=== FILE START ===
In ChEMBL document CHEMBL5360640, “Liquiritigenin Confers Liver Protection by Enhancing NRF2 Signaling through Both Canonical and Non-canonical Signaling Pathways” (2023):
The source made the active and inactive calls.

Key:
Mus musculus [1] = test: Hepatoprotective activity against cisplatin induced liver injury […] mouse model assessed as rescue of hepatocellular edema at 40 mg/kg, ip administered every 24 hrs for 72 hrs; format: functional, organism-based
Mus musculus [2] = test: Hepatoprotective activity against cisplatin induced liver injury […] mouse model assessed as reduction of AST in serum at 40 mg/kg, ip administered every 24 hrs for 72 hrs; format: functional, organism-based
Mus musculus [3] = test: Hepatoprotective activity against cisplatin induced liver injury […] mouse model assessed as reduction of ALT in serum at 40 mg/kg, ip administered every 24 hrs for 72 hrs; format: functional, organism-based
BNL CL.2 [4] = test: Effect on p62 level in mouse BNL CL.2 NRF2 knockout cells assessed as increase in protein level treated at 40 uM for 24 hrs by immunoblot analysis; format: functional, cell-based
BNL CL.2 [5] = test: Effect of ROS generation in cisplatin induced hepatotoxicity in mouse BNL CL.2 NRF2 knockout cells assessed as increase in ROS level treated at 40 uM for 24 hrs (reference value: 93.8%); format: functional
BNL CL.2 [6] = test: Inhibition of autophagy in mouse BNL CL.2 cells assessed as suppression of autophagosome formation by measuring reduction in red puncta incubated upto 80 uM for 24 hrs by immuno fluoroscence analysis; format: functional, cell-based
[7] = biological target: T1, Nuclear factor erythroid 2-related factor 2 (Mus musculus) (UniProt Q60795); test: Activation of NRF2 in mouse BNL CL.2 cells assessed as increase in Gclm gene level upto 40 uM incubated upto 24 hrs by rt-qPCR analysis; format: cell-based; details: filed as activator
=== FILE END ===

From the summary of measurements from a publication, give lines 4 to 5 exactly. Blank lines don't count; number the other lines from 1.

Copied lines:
Mus musculus [1] = test: Hepatoprotective activity against cisplatin induced liver injury […] mouse model assessed as rescue of hepatocellular edema at 40 mg/kg, ip administered every 24 hrs for 72 hrs; format: functional, organism-based
Mus musculus [2] = test: Hepatoprotective activity against cisplatin induced liver injury […] mouse model assessed as reduction of AST in serum at 40 mg/kg, ip administered every 24 hrs for 72 hrs; format: functional, organism-based